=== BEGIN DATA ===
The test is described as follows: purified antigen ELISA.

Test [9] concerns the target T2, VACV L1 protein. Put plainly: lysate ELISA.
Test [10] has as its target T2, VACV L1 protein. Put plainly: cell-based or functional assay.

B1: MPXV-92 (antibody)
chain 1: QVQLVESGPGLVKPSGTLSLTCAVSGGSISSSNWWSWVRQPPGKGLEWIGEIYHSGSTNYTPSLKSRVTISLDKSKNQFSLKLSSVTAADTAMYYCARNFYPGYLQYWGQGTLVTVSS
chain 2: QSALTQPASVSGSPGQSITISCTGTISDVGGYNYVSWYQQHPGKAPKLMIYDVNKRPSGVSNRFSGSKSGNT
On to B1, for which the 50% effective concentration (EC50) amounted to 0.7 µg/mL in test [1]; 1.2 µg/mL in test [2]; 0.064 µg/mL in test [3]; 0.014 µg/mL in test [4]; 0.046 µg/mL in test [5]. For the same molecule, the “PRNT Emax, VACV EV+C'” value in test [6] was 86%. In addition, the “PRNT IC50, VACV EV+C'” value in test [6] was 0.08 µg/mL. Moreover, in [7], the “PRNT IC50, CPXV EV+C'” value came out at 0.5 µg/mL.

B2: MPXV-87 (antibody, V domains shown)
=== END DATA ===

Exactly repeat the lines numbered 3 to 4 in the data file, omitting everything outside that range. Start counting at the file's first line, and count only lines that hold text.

Test [10] has as its target T2, VACV L1 protein. Put plainly: cell-based or functional assay.

B1: MPXV-92 (antibody)